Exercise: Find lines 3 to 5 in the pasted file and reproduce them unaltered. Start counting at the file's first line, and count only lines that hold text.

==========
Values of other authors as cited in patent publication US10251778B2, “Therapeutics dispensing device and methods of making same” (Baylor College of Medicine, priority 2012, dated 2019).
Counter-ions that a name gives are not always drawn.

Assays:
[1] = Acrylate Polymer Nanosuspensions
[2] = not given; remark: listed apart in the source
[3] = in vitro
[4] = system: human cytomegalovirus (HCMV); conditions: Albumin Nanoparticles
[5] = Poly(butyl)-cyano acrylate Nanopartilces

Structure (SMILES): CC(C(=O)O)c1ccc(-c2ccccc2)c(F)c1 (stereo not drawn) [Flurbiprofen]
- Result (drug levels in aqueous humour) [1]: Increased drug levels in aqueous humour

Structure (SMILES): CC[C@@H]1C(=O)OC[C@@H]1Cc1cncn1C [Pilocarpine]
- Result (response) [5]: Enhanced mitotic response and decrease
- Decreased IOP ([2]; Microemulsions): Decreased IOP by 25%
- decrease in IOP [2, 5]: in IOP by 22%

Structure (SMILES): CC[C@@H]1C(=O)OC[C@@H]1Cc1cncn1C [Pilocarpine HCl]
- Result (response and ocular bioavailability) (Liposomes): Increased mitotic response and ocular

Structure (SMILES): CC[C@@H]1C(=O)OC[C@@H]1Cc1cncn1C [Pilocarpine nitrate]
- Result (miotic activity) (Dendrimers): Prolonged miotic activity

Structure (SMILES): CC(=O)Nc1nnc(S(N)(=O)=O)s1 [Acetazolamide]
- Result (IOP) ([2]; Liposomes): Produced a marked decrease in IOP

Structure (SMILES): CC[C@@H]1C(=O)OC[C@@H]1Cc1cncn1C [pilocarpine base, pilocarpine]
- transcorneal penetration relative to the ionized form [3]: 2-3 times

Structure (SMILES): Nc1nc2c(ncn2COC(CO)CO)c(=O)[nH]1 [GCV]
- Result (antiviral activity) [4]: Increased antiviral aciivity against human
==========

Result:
Assays:
[1] = Acrylate Polymer Nanosuspensions
[2] = not given; remark: listed apart in the source